It is not known if listeriosis can make it harder to get pregnant.
Does having / getting listeriosis increase the chance for miscarriage?
Miscarriage is common and can occur in any pregnancy for many different reasons. There is an increased chance of miscarriage when listeriosis occurs in the first trimester of pregnancy. Infections after the first trimester are associated with a lower chance of pregnancy loss.
Does having / getting listeriosis increase the chance of birth defects?
Every pregnancy starts out with a 3-5% chance of having a birth defect. This is called the background risk. Based on the studies reviewed, it is not known if listeriosis increases the chance for birth defects above the background risk.
Does having / getting listeriosis increase the chance of other pregnancy-related problems?
Pregnancies affected by or exposed to Listeria can have an increased chance of infection in the uterus, preterm delivery (birth before week 37) or low birth weight (weighing less than 5 pounds, 8 ounces (2500 grams) at birth. Severe infection can increase the chance of stillbirth.
Listeriosis during pregnancy can also increase the chance for serious health problems after birth. Newborn babies infected with Listeria can develop either early onset or late onset listeriosis. Early onset listeriosis develops 1-2 days after birth, and the baby often has signs of a serious bacterial infection. Late onset listeriosis occurs 1-2 weeks after birth, and usually includes symptoms of meningitis (a condition that causes areas of swelling around the brain and spinal cord in the baby). If not treated quickly with antibiotics, the effects of meningitis can lead to long-term problems for some children. Late onset listeriosis is most likely related to Listeria present in the mother’s birth canal. Not all babies who are exposed to listeriosis during pregnancy will have problems.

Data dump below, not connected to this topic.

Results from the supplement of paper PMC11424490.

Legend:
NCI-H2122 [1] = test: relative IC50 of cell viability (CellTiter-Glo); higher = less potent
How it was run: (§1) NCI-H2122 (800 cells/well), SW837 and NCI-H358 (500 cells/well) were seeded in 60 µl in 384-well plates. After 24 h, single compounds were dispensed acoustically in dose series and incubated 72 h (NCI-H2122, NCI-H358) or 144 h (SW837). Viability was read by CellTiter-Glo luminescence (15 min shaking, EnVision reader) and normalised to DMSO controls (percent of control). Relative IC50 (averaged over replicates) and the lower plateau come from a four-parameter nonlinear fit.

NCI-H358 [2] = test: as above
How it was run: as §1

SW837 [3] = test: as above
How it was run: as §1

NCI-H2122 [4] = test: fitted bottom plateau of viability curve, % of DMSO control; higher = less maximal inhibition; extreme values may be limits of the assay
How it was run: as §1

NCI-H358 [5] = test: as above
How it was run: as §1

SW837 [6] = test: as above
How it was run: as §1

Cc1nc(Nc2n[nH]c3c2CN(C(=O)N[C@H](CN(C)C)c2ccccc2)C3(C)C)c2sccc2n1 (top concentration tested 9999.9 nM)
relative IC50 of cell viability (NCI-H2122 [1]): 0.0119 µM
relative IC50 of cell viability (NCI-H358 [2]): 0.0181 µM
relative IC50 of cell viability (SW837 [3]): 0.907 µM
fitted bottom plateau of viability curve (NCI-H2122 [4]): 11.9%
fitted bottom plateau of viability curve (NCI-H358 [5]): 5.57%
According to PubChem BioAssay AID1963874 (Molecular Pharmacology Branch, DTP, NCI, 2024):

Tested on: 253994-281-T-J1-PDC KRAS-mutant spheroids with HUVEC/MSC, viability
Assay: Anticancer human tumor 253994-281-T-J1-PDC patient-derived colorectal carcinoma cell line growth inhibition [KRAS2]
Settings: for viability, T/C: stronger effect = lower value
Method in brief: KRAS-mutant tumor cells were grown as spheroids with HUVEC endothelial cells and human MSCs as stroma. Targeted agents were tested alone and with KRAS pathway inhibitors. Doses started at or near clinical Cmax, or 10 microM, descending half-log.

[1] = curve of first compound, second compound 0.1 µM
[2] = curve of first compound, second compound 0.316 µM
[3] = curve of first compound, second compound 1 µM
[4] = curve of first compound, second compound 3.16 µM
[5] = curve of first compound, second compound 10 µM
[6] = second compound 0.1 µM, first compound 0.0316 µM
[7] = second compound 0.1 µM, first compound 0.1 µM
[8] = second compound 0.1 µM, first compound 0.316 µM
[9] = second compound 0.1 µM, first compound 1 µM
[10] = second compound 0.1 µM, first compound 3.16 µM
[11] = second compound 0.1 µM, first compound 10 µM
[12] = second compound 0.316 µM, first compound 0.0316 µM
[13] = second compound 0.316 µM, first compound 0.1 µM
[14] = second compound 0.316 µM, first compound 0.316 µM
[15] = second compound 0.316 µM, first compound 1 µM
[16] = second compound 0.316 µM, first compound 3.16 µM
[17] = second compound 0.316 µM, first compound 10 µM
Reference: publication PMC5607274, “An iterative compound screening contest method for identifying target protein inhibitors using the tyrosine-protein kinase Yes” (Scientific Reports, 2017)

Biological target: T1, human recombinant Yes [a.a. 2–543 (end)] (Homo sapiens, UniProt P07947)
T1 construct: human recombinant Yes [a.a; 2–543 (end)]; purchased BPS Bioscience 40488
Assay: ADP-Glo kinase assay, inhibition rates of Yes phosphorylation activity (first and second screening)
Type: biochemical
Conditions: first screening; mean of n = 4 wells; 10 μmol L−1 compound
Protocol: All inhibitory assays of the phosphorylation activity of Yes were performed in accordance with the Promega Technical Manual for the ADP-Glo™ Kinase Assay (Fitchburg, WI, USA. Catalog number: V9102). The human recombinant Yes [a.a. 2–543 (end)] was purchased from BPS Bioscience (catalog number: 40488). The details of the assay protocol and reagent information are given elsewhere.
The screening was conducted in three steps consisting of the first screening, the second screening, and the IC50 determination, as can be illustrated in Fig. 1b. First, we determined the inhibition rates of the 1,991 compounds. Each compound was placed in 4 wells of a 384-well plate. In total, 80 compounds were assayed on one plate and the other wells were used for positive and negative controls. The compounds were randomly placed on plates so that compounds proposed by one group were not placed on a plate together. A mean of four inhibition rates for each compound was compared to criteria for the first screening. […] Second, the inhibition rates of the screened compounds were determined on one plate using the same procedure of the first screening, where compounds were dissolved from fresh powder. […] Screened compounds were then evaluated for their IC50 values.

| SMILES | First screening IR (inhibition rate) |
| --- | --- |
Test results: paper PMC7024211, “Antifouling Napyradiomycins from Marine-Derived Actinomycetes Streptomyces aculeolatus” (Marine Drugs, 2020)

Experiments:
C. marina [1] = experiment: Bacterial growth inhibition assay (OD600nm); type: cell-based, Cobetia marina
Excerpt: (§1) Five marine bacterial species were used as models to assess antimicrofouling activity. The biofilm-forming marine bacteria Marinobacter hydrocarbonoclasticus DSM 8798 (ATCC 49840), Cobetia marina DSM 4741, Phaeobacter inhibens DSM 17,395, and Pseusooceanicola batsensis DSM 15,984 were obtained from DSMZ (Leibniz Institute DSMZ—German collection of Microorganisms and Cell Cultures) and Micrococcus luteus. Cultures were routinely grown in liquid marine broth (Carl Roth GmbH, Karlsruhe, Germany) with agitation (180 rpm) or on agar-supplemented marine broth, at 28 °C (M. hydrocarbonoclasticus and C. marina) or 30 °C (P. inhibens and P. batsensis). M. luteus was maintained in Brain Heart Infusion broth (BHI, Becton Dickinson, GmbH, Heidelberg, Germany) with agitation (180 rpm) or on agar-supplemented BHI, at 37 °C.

How can I find out if my pregnancy has been affected by Listeria?
An ultrasound can be used to check for an enlarged heart, thickened bowel, and increased thickness of the stomach walls, which may occur in some babies infected with Listeria. A blood test can also be performed on the baby after birth to detect whether the baby has been infected with Listeria.
Does having / getting listeriosis in pregnancy affect future behavior or learning for the child?
Studies have not been done to see if listeriosis can cause behavior or learning issues for the child.
Breastfeeding while having listeriosis:
It is not clear if Listeria passes through breastmilk. If there is a chance, it is considered to be low. If you have been diagnosed with listeriosis and are breastfeeding, talk to your healthcare provider or your child’s pediatrician.
Be sure to talk to your healthcare provider about all of your breastfeeding questions.
If a male has listeriosis, could it affect fertility (ability to get partner pregnant) or increase the chance of birth defects?
Studies have not been done to see if listeriosis could affect male fertility or increase the chance of birth defects above the background risk. There is no evidence linking a male’s exposure to Listeria with a higher chance of infection during pregnancy. In general, exposures that fathers and sperm donors have are unlikely to increase risks to a pregnancy. For more information, please see the MotherToBaby fact sheet on Paternal Exposures at https://mothertobaby.org/fact-sheets/paternal-exposures-pregnancy/.
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OTIS/MotherToBaby encourages inclusive and person-centered language. While our name still contains a reference to mothers, we are updating our resources with more inclusive terms. Use of the term mother or maternal refers to a person who is pregnant. Use of the term father or paternal refers to a person who contributes sperm.